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Your caring local Vet and friendly team
Hampton park doggie wash for all pets
Serving the community for over 20 years
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Open Mon - Fri: 8am to 8pm Sat: 9am to 3pm | Hospital Address: Cnr Somerville Rd & Outlook Dr Hampton Park 3976

Jun 19, 2019

What if They’re Not 'Just Getting Older?'

Is your cat getting a bit older, and you’ve noticed that they seem to be starting to slow down? Perhaps their annoying habit of jumping up on the bench when you’re cooking dinner seems to be disappearing? Or they’re spending less time with you and more time sleeping?

The sad thing is that our pets cat get a raw deal. Whilst we are average at best at recognising  signs of arthritis in dogs, our cats are often ignored as the signs are subtle.

80% of pets over the age of 6 years have x-ray evidence of arthritis.

Regularly mistaken for ‘just getting older,’ these are often the first signs of disease starting to develop.

Inflammation and swelling of the joints (arthritis)  is common in our older pets, and the pain it causes when they move often means our pets start to move more slowly.

There’s plenty we can do to help control the pain, but the first step is to spot the signs and bring your cat to the vet for a health check. I’m going to help you spot the early warning signs!

Signs are subtle. Don’t expect your pet to be crying in pain.


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Meet Mr Biggs! He owns Neda, one of our Customer Care Team. Mr Biggs comes from the UK. We saw him for a sore back a few weeks ago. 

Are They Slowing Down?

Are they slow to stand up, or reluctant to stand up at all?

First thing in the morning and after a nap are often where the signs are noticed first, as it takes time for the joints to ‘warm up.’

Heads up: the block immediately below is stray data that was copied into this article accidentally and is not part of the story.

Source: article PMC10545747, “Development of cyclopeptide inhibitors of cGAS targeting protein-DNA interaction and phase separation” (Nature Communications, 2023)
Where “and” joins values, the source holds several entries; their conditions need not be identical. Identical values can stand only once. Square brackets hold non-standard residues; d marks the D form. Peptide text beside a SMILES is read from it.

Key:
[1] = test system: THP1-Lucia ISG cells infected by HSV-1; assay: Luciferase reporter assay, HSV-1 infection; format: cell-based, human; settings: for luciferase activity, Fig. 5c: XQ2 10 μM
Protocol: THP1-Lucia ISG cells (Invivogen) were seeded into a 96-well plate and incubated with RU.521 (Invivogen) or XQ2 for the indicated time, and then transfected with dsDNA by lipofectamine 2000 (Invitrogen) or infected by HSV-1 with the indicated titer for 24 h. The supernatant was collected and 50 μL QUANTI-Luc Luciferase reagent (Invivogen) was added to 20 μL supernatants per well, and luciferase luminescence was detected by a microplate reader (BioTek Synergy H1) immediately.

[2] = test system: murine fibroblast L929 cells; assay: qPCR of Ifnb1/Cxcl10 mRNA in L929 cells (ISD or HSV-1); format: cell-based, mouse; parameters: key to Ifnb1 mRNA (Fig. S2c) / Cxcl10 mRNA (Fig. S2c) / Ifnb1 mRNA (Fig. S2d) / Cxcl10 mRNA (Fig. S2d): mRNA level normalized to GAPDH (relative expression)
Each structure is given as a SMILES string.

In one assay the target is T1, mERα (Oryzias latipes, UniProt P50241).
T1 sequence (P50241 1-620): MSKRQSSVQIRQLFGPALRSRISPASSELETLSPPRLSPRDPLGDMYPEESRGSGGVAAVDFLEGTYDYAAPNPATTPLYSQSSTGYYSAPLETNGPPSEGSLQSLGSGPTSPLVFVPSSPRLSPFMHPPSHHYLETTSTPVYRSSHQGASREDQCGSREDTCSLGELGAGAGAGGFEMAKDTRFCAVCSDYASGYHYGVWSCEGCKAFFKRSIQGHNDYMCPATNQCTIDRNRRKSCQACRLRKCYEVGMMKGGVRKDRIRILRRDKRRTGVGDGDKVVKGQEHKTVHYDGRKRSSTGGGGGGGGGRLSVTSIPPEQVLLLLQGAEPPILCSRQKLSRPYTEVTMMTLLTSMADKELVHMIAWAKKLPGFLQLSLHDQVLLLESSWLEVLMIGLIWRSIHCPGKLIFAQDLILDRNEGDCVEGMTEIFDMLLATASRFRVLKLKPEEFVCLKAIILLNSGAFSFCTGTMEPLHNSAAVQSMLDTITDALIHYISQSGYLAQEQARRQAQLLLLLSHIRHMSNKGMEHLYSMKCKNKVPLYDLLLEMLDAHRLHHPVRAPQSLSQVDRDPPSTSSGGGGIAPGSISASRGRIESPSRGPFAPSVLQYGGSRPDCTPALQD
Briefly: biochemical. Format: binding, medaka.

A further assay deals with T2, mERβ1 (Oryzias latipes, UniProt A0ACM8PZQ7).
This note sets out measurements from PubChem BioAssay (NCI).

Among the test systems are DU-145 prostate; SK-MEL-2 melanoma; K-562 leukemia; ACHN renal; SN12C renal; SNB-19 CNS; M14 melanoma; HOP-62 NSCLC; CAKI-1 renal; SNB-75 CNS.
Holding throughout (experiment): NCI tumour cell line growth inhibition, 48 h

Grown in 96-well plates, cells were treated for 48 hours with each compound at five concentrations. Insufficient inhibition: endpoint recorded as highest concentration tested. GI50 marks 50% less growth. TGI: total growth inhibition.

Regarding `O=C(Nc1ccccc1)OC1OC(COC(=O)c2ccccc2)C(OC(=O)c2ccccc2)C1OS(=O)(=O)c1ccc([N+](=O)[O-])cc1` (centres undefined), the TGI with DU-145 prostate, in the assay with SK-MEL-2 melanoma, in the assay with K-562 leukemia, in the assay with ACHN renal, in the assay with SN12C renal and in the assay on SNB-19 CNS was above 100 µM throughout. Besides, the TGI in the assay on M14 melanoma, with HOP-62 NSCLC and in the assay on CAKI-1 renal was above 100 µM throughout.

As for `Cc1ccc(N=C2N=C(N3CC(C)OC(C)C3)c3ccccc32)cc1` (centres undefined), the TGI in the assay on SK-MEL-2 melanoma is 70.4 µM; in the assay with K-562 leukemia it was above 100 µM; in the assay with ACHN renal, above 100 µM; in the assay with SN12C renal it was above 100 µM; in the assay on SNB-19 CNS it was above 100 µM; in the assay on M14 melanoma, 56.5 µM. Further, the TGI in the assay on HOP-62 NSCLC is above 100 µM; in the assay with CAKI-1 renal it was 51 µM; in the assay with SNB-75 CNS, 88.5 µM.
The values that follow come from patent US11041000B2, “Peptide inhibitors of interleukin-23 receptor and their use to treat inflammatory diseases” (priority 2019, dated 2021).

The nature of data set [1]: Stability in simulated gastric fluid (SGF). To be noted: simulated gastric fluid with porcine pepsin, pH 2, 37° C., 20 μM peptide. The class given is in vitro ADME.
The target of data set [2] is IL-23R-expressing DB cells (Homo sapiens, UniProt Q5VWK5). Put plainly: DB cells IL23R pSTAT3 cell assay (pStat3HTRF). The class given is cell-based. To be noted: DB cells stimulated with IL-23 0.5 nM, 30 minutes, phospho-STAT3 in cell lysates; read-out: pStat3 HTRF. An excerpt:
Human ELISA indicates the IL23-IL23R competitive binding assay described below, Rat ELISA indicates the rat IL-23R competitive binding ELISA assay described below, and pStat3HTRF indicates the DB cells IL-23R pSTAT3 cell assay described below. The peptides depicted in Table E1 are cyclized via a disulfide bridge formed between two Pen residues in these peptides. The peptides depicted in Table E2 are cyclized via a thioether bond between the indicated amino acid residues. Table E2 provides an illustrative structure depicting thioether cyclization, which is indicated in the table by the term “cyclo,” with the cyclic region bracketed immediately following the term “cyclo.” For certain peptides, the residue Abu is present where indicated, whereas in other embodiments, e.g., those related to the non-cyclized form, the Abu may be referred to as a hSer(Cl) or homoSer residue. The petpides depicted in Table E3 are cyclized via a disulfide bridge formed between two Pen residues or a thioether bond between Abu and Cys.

Winter is often worse than warm summer weather for pets with arthritis.  

Are they Sleeping More and Playing Less?

Cats who are sore with arthritis will often sleep more than they used to, as moving hurts too much.

They are often less interested in playing with you, or coming over for pats.

Sleeping a lot also means they are likely to put on extra weight, which makes it harder on their joints and more painful to move.

This becomes a vicious cycle, as the less they exercise the more weight they put on, the more painful it is to exercise, and so on.  

Have They Changed The Way They Walk?

Watch your pet as they walk around.

Do they walk with a limp? This can be as subtle as keeping one foot on the ground a split second longer than the other, or as obvious as holding the sore leg off the ground.

Also look for the length of the step they take with each foot. Is one step shorter than the others?

This can also be quite difficult to see. You may also notice that they lean further forward or backwards when they walk or stand, which means they’re trying to keep as much weight as possible off their front or back legs.

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Are They Starting to Get Lazy?

Do they ask to be lifted up onto the couch when they used to just jump up themselves?

Maybe they’re now avoiding higher surfaces completely? Maybe they’re demanding their water from the tap instead of drinking it from a bowl?

While it can seem like they’re just being lazy or annoying, they are often just trying to avoid actions that now cause them pain.

Do Their Bones Rattle and Click When They Move?

Do you sometimes hear clunking and clicking when they walk, as if a clanking skeleton has walked into the room when they move? Arthritis means that the surface inside the joint isn’t as smooth as it should be and the lubrication inside the joint isn’t enough to stop the two bones from grinding together. This sometimes makes a noise that you can hear.

How Can You Help Them?

Now that you know how to spot signs of arthritis, the first step is to get them booked in with your vet. There’s lots we can do to help your cat and control arthritic pain.

The golden rule of arthritis management is to act early. Early detection means successful long term treatment.

If we wait until our pets are ricketty and have lost severe amounts of muscle, whilst we can help, the results are not as favourable as treating early.

From weight control, to exercise, to diet and medical treatment, we will be able to put together a personalised plan for your pet. Don’t let them suffer  - ask us for help today.


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